The jeweled haft of poniard bright
Glittered a moment on the sight.
“Ha! start ye back! Fool ! coward ! knave
Think ye my noble father's glaive
Would drink the life-blood of a slave ?
The pearls that on the handle flame,
Would blush to rubies in their shame;
The blade would quiver in thy breast,
Ashamed of such ignoble rest ;
No! thus I rend the tyrant's chain,
And fling him back a boy's disdain !”
A moment, and the funeral light
Flashed on the jeweled weapon bright;
Another, and his young heart's blood,
Leaped to the floor, a crimson flood.
Quick to his mother's side he sprang,
And on the air his clear voice rang :
"Up, mother, up! I'm free! I'm free!
The choice was death or slavery.

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“Up, mother, up! Look on thy son !
His freedom is forever won,
And now he waits one holy kiss
To bear his father home in bliss—
One last embrace, one blessing—one !
To prove thou knowest, approvest thy son.
What! silent yet? Canst thou not feel
My warm blood o'er my heart congeal ?

Speak, mother, speak! lift up thy head !
What ! silent still ? Then art thou dead ?

-Great God, I thank Thee! Mother, I
Rejoice with thee—and thus—to die !!!
One long, deep breath, and his pale head
Lay on his mother's bosom-dead

XX.-WHY SHOULD THE SPIRIT OF MORTAL BE

PROUD?
PRESIDENT LINCOLN'S FAVORITE POEM.

OH! why should the spirit of mortal be proud ?

! ?

Like a swift floating meteor, a fast-flying cloud,
A flash of the lightning, a break of the wave,
Man passeth' from life to his rest in the grave.

The leaves of the oak and willow shall fade.
Be scattered around and together be laid ;
And the young and the old, and the low and the high,
Should moulder to dust and together shall lie.

The infant and mother, attended and loved ;
The mother that infant's affection who proved,
The husband that mother and infant who blessed,

Each, all are away to their dwellings of rest.
XXI.-DAMON AND PYTHIAS; OR, TRUE FRIENDSHIP.

WILLIAM PETER,

HERE,

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ERE, guards!" pale with fear, Dionysius cries,

“Here, guards, yon intruder arrest ! 'Tis Damon—but ha! speak, what means this disguise ? And the dagger which gleams in thy vest ?” 66'Twas to free,” says the youth, “this dear land from its chains !" "I am ready to die—I ask not to live,Yet three days of respite, perhaps thou mayst give,

For to-morrow my sister will wed,
And ’twould damp all her joy, were her brother not there ;
Then let me, I pray, to her nuptials repair,
While a friend remains here in

my

stead.'

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With a sneer on his brow, and a curse in his breast,
“« Thou shalt have,” cries the tyrant, “shalt have thy request ;

To thy sister repair, and her nuptials attend,
Enjoy thy three days, but-mark well what I say—

Return on the third ; if beyond that fixed day,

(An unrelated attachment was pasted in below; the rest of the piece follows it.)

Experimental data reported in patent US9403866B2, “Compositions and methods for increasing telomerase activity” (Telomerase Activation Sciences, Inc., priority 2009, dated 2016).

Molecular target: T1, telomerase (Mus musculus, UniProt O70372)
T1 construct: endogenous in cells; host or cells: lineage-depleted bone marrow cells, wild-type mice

There be but one hour's, but one moment's delay,

That delay shall be death to thy friend!?'

Then to Pythias he went, and he told him his case ;
That true friend answered not, but, with instant embrace,

Consenting, rushed forth to be bound in his room ;
And now, as if winged with new life from above,
To his sister he flew, did his errand of love,
And, ere a third morning had brightened the grove,

Was returning with joy to his doom.

But the heavens interpose,
Stern tempest arose,
And when the poor pilgrim arrived at the shore,

Swollen to torrents, the rills

Rushed in foam from the hills,
And crash went the bridge in the whirlpool's wild roar.

Wildly gazing, despairing, half frenzied he stood;
Dark, dark were the skies, and dark was the flood,

And still darker his lorn heart's emotion;
And he shouted for aid, but no aid was at hand,
No boat ventured forth from the surf-ridden strand,
And the waves sprang, like woods, o'er the lessening land,

Aud the stream was becoming an ocean.

Now with knees low to earth, and with hands the skies,
Still the storm, God of might, God of mercy!” he cries--

“Oh, hush with Thy breath this loud sea;
The hours hurry by,—the sun glows on high ;
And should he go down, and I reach not yon town,

My friend-he must perish for me!”

Yet the wrath of the torrent still went on increasing,
And waves upon waves still dissolved without ceasing,

And hour after hour hurried on;
Then by anguish impelled, hope and fear alike o'er,
He, reckless, rushed into the waters' deep roar;
Rose--sunk--struggled on-till, at length the wished shore,

Thanks to Heaven's outstretched hand-it is won !

But new perils await him ; scarce ’scaped from the flood

And intent on redeeming each moment's delay, As onward he sped, lo! from out a dark wood,

A band of fierce robbers encompassed his way. ** What would ye?'' he cried, “save my life, I have nought; Nay, that is the king's”—Then swift having caught A club from the nearest, and swinging it round With might more than man’s, he laid three on the ground,

While the rest hurried off in dismay.